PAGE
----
Recession? What recession? As global stock markets barrel downwards on gloomy forecasts around extended Covid-lockdowns in China, the tanker markets keep on steaming ahead.

Beijing is partly at the centre of the shipping boom with a spate of major charters — state-owned refiner Unipec took eight vessels on its own — diving in to move oil to the Far East from the Middle East.

Spot rates for VLCCs rocketed 27% on that route last Friday alone, according to Fearnley Securities, with demand tightened by bad weather in Asia. The cost of hiring one of these “supertankers” was up 40% on the week.

Some put the surge down to Chinese refiners reducing demand for Russian crude in favour of supplies from the Middle East, West Africa and the US Gulf.

Nicolai Hansteen at Lorentzen & Co believes China is trying to take over from India as a producer of gasoil to the world market.

Another key driver is the European Union ban on Russian seaborne crude imports, which comes into force on 5 December.

The rate spike underlines the tight nature of the market as the Russian invasion of Ukraine and subsequent Western sanctions on Moscow alter trading patterns and increase many journey times.

Shipowners are scrambling to get in on the action with more tonnage. In the last three months, the average price of a secondhand VLCC has risen 18% to more than $84m while smaller suezmax values are up 22% on the year to just under $58m.

Shipowners are scrambling to get in on the action with more tonnage. In the last three months, the average price of a secondhand VLCC has risen 18% to more than $84m

The markets are also being helped by the fact that the cost of the key Brent blend crude has fallen from the 52-week high of $139 per barrel to the more sedate current level of $92 this week.

In fact, the September 2027 Brent futures contract is trading below $70 even as oil executives claim crude is heading into a new high-price era.

The oil price pullback is largely influenced by fears that the US Federal Reserve’s determination to curb inflation by raising interest rates will slow the global economy while China continues to lock down cities (and parts of the economy) over Covid.

The World Bank last week warned that we “may be edging toward a global recession in 2023 and a string of financial crises in emerging markets and developing economies”.

But for now, the tanker markets are in full swing and certainly not just for the VLCC sector, which has continued to be undermined by the “dark fleets” serving Iran and Venezuela under the radar screen — both metaphorically and actually. The latest reports put booming sales in hi-tech equipment to those willing to bust sanctions and hoping to avoid detection.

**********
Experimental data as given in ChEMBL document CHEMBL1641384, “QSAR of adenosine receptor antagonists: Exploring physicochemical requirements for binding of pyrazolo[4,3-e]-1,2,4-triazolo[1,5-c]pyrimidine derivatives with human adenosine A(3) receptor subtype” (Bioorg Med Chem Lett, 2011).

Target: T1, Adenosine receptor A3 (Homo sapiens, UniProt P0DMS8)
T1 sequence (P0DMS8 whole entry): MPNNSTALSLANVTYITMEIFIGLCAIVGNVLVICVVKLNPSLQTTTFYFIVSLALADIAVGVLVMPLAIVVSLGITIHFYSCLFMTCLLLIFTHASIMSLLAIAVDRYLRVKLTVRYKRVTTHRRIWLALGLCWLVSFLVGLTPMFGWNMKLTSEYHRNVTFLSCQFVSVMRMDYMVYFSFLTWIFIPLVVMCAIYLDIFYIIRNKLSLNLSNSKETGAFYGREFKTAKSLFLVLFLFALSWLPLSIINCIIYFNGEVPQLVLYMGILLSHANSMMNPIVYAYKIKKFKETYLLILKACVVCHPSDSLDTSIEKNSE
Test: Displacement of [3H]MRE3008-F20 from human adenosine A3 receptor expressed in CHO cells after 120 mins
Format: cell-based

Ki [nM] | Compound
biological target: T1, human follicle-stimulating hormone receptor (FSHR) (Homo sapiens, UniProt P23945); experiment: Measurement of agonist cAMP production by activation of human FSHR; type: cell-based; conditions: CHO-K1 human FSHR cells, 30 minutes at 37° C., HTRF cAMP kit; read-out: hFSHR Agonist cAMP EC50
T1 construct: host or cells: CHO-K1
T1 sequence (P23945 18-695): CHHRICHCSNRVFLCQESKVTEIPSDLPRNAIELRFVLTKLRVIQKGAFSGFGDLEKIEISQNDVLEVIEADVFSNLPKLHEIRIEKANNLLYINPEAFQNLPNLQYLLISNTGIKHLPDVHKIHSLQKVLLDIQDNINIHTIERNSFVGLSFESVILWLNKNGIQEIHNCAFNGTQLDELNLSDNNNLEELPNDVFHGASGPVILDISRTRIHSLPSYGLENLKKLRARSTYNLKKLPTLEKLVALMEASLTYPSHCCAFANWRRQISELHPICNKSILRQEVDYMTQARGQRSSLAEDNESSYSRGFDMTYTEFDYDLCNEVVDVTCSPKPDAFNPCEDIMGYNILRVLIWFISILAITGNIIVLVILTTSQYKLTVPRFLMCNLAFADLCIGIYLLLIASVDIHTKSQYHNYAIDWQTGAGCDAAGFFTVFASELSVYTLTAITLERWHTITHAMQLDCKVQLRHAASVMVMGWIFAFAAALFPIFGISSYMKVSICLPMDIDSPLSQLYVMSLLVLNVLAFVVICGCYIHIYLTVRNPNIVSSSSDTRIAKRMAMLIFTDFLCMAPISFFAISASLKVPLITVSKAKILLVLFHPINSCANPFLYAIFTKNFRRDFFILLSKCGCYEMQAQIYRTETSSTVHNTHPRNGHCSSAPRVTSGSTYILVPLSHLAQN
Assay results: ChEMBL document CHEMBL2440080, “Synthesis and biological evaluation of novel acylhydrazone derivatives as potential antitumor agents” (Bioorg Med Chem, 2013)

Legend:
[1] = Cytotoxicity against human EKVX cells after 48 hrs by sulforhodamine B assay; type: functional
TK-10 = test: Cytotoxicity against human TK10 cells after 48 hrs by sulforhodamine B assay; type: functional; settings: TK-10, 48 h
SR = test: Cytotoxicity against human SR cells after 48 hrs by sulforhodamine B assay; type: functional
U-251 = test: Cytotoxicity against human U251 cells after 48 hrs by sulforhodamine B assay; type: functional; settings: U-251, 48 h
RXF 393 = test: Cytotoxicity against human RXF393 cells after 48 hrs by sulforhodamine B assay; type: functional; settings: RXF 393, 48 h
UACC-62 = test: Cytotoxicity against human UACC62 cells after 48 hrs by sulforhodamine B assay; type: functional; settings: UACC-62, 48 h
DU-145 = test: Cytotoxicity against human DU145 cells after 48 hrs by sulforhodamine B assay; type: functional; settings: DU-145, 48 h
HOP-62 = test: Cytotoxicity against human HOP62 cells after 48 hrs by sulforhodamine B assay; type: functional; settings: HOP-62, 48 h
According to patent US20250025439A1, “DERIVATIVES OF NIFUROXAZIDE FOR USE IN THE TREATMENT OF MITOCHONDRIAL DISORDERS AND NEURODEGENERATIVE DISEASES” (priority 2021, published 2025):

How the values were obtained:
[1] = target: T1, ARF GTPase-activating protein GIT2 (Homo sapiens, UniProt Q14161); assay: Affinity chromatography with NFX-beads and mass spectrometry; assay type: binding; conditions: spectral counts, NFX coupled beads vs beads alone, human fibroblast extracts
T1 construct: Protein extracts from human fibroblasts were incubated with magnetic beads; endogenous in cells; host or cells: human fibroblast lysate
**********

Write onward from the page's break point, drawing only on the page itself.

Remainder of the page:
Capacity utilisation for product tankers over the past three months has been at 92%, the highest recorded figure for 20 years. That means it beats the highs notched up during the 2008 shipping mega-boom.

Last week, freight rates for the larger vessels slightly dipped but the chances of any global economic recession denting the clean tanker side of the shipping market are highly doubtful, argues Clarkson Securities.

This is partly because already in this calendar year product tanker demand has grown 7% more than any increased supply brought about by new vessels coming down the slipway.

The surge in the fortunes of the smaller tanker market is being driven by the same energy crisis due to the Russian invasion of Ukraine and growing efforts by Western nations to halt their Kremlin petroleum imports in favour of other providers often using ships, not pipelines.

Spot freight rates across the range of clean tankers averaged $40,000 a day in the third quarter and Clarksons is predicting so-called LR2 product carriers will be raking in $70,000 for the final three months of 2022.

This puts a pile of cash in the way of the sometimes overlooked product tanker sector, allowing it to pay down debt and even indulge in share buybacks as well as dividend payouts.

Clarksons calls the earnings positively “transformative”, while one VLCC operator (Delta Tankers) is said to have banked $9m alone on one voyage from the US Gulf to Singapore.

Clouds may loom on the economic horizon but the sun is blazing down on tankers right now.